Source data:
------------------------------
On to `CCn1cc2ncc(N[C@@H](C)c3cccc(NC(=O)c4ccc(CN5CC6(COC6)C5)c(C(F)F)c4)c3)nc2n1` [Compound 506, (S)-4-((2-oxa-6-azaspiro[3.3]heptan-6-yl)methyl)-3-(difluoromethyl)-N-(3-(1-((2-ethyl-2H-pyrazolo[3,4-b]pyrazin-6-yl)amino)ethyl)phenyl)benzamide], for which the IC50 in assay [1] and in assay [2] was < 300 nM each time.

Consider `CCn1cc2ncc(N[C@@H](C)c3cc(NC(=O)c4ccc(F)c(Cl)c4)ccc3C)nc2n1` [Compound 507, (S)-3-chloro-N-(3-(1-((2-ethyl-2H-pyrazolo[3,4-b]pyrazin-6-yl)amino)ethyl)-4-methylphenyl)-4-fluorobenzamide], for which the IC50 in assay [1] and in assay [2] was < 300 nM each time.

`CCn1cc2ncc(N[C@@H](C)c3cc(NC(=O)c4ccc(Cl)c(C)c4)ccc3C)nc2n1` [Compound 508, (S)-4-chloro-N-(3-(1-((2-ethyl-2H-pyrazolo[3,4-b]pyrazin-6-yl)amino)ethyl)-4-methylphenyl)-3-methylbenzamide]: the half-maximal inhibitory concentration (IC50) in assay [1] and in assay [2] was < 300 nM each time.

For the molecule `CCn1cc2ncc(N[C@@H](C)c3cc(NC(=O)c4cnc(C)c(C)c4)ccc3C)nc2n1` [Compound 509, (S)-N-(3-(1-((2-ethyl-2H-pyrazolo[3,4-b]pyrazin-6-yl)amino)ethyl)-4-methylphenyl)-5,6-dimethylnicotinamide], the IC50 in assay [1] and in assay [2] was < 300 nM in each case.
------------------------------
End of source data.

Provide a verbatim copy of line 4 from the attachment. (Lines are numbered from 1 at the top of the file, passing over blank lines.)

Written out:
For the molecule `CCn1cc2ncc(N[C@@H](C)c3cc(NC(=O)c4cnc(C)c(C)c4)ccc3C)nc2n1` [Compound 509, (S)-N-(3-(1-((2-ethyl-2H-pyrazolo[3,4-b]pyrazin-6-yl)amino)ethyl)-4-methylphenyl)-5,6-dimethylnicotinamide], the IC50 in assay [1] and in assay [2] was < 300 nM in each case.